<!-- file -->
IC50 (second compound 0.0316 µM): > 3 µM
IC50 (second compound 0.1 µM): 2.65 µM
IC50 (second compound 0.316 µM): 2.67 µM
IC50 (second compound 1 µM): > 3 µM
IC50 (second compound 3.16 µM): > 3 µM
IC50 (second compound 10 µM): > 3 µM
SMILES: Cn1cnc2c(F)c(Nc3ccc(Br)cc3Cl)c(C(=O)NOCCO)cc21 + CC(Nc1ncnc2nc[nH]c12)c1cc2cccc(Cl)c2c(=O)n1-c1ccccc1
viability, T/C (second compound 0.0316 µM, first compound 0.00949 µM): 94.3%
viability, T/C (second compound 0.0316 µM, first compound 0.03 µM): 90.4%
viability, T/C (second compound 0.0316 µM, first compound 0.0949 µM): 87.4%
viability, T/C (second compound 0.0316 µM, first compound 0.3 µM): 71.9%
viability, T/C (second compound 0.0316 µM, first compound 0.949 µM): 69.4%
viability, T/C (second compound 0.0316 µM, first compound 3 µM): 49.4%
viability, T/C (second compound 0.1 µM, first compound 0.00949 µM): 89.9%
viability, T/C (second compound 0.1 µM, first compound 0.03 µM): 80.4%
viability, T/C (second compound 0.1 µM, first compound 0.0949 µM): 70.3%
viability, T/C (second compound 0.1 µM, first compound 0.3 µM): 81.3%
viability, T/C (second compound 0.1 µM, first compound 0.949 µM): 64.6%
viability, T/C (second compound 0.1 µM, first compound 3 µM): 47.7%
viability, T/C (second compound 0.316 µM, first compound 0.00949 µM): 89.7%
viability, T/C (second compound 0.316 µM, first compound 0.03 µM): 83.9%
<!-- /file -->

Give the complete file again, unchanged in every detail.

IC50 (second compound 0.0316 µM): > 3 µM
IC50 (second compound 0.1 µM): 2.65 µM
IC50 (second compound 0.316 µM): 2.67 µM
IC50 (second compound 1 µM): > 3 µM
IC50 (second compound 3.16 µM): > 3 µM
IC50 (second compound 10 µM): > 3 µM
SMILES: Cn1cnc2c(F)c(Nc3ccc(Br)cc3Cl)c(C(=O)NOCCO)cc21 + CC(Nc1ncnc2nc[nH]c12)c1cc2cccc(Cl)c2c(=O)n1-c1ccccc1
viability, T/C (second compound 0.0316 µM, first compound 0.00949 µM): 94.3%
viability, T/C (second compound 0.0316 µM, first compound 0.03 µM): 90.4%
viability, T/C (second compound 0.0316 µM, first compound 0.0949 µM): 87.4%
viability, T/C (second compound 0.0316 µM, first compound 0.3 µM): 71.9%
viability, T/C (second compound 0.0316 µM, first compound 0.949 µM): 69.4%
viability, T/C (second compound 0.0316 µM, first compound 3 µM): 49.4%
viability, T/C (second compound 0.1 µM, first compound 0.00949 µM): 89.9%
viability, T/C (second compound 0.1 µM, first compound 0.03 µM): 80.4%
viability, T/C (second compound 0.1 µM, first compound 0.0949 µM): 70.3%
viability, T/C (second compound 0.1 µM, first compound 0.3 µM): 81.3%
viability, T/C (second compound 0.1 µM, first compound 0.949 µM): 64.6%
viability, T/C (second compound 0.1 µM, first compound 3 µM): 47.7%
viability, T/C (second compound 0.316 µM, first compound 0.00949 µM): 89.7%
viability, T/C (second compound 0.316 µM, first compound 0.03 µM): 83.9%